Ce by the fifth century bce all defensive alliances

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Unformatted text preview: ed known as the Warring States period after a new lands and plowed chronicle of the same name treating the deeper, raising yields and years from 401 to 256 B.C.E. By the fifth century B.C.E., all defensive alliances increasing agricultural had collapsed. Strong states swallowed surpluses. Irrigation and their weaker neighbors. The border drainage canals became states grew in size and power. Interstate important for the first time. stability disappeared. By the fourth cenSerfs gave way to independtury B.C.E., only eight or nine great territorial ent farmers, who bought and states remained as contenders. The only quessold land. By the third century B.C.E., China had about 20 million people, maktion was which one would defeat the others ing it the most populous country in the and go on to unify China. world, a distinction it has never lost. Three basic changes in Chinese society A second development, which would concontributed to the rise of large territorial Bronze Vessel from the Shang Dynasty. The little elephant on top forms tinue for several centuries, was the rise of states. One was the expansion of population the handle of the lid. Wine was poured commerce. Roads built for war were used by and agricultural lands. The walled cities of the through the spout formed by the big merchants. Goods were transported by horses, Shang and Western Zhou had been like oases elephant’s trunk. The Freer Gallery of Art, oxcarts, riverboats, and the camel, which enin the wilds, bounded by plains, marshes, and Smithsonian Institution, Washington, D.C. tered China in the third century B.C.E. The forests. Game was plentiful; thus, hunting, products of one region were traded for those of another. Copalong with sheep and cattle breeding, supplemented agriculper coins joined bolts of silk and precious metals as media of ture. But in the Eastern Zhou, as population grew, wilds exchange. Rich merchants rivaled in lifestyle the landowning began to disappear, the economy became almost entirely agrilower nobility. New outer walls were added to cities to provide cultural, and hunting became an aristocratic pastime. Friction for expanded merchant quarters. Bronze bells and mirrors, arose over boundaries as states began to abut. These changes clay figurines, lacquer boxes, and musical instruments found in late Zhou tombs give ample evidence that the material and artistic culture of China leaped ahead during this period, deYEN spite its endemic wars. A third change that doomed the city-state was the rise l CHI Yel of a new kind of army. The war chariots of the old aristocJIN LU racy, practical only on level terrain, gave way to cavalry SONG armed with crossbows. Most of the fighting was done by QIN i R. WU R. uai conscript foot soldiers. Armies of the territorial states numH ZHOU bered in the hundreds of thousands. The old nobility gave CHU way to professional commanders. The old aristocratic etiR. quette, which governed behavior even in battle, was supzi g Yan planted by military tactics that were bloody and ruthless. Prisoners were often massacred. Change also affected gov...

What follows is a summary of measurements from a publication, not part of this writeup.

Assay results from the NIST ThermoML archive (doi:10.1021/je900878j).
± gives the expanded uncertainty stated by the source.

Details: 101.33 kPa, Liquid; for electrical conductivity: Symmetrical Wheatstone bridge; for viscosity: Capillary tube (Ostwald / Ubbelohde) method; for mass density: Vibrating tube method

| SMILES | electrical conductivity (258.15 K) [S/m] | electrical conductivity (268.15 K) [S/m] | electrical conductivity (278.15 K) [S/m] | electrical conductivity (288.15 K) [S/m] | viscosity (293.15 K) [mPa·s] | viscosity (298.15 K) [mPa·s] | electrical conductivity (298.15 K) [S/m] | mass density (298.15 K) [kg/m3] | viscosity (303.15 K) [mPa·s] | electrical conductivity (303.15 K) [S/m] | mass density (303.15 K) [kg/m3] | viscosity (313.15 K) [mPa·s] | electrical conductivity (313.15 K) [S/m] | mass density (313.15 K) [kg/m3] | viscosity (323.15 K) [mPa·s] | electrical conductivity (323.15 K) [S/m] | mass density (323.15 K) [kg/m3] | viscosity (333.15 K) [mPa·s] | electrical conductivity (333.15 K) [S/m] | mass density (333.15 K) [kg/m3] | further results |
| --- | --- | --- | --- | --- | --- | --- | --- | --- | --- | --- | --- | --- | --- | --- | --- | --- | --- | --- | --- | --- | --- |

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This document was uploaded on 04/03/2014.

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